Stories

New report details how hackers could target industrial robots

Rajanish Kakade / AP

Industrial robots (those used in fields like aerospace, automative, pharmaceutical, and welding) pose an enticing and dangerous opportunity to hackers since many of them are actually connected to the Internet, a new report finds.

Trend Micro and researchers from the Polytechnic University at Milan released a report detailing how hackers could compromise industrial robots, making various industries susceptible to hacks similar to the recent ransomeware attack.

One problem: The researchers found many of the robots they scanned during a two-week period were connected to company networks or the Internet — " some of which even provided unrestricted access using anonymous credentials (i.e., the authentication system was disabled)," they wrote.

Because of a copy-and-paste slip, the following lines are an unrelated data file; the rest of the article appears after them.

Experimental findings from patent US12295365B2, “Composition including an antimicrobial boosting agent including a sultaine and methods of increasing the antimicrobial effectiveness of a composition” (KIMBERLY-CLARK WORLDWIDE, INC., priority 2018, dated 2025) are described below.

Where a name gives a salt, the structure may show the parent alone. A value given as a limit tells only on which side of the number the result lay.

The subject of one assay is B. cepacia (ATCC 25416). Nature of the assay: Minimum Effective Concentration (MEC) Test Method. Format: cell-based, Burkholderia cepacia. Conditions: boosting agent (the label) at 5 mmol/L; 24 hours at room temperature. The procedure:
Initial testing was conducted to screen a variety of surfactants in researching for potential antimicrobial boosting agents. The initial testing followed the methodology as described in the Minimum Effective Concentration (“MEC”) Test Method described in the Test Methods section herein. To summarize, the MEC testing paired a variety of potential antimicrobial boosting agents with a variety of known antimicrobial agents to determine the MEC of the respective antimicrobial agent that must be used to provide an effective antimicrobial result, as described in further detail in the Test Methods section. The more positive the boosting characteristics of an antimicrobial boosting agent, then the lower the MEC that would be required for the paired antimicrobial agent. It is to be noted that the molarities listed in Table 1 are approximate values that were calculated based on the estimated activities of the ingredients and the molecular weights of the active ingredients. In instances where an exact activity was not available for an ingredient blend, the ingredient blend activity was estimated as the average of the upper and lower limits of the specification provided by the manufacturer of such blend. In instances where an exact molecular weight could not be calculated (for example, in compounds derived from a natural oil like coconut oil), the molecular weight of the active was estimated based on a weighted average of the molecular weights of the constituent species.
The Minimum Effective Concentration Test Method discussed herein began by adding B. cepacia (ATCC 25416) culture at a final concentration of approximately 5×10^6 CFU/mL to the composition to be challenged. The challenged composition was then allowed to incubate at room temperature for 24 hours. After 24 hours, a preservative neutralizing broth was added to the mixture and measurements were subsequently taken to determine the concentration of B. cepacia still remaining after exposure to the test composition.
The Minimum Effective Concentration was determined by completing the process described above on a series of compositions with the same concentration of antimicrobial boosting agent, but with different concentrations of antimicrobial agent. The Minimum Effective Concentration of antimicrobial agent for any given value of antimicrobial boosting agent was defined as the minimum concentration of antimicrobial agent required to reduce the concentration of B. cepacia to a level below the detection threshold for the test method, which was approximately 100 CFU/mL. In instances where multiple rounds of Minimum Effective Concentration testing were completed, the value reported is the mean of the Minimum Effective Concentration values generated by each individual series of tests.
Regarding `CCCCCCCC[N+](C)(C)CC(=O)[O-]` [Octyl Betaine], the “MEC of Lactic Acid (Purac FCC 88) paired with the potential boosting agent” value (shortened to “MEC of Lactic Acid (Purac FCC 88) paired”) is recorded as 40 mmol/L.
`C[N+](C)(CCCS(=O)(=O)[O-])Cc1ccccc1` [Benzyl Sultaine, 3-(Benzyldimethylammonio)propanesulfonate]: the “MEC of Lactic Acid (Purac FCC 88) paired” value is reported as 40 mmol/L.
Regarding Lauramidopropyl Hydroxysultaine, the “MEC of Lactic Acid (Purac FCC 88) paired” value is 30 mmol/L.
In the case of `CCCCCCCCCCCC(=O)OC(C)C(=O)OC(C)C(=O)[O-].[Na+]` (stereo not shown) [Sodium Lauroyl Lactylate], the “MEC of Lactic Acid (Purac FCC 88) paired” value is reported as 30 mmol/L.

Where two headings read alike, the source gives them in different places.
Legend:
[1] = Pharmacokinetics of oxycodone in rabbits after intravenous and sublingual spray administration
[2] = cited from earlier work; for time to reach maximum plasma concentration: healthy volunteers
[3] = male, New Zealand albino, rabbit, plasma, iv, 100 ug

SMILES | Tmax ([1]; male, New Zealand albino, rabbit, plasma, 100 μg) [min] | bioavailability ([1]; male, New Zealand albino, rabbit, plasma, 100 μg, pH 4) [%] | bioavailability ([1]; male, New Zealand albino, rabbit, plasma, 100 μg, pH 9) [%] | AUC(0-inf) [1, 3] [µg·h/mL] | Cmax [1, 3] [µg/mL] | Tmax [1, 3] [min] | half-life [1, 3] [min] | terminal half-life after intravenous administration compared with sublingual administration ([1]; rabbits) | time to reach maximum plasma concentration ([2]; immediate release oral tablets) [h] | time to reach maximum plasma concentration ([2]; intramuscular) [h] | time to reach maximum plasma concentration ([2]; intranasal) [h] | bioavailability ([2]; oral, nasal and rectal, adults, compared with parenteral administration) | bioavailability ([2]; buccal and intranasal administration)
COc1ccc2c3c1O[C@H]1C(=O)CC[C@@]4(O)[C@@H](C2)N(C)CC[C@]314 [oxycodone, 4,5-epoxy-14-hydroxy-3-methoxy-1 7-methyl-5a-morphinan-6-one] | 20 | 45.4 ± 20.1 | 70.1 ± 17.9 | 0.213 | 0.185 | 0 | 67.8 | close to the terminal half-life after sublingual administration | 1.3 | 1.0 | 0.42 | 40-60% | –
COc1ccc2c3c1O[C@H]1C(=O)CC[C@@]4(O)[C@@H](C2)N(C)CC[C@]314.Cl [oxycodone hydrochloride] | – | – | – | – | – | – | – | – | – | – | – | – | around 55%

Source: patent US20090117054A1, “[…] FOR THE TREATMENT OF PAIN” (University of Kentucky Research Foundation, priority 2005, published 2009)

Another problem: Much of the software used in these robots is patched together or not properly updated. They found that many had embedded remote access devices, which allow someone to connect to and control the robot from a remote location, as if they were on the local network. And, the researchers noted that "some vendors implement safety features such as emergency stop (e-stop) buttons in software," meaning a hacker could shut down the industrial robots.

One quick thing: The researchers also found that a complete robot with its controller could cost a hacker anywhere between $13,000 and $35,500.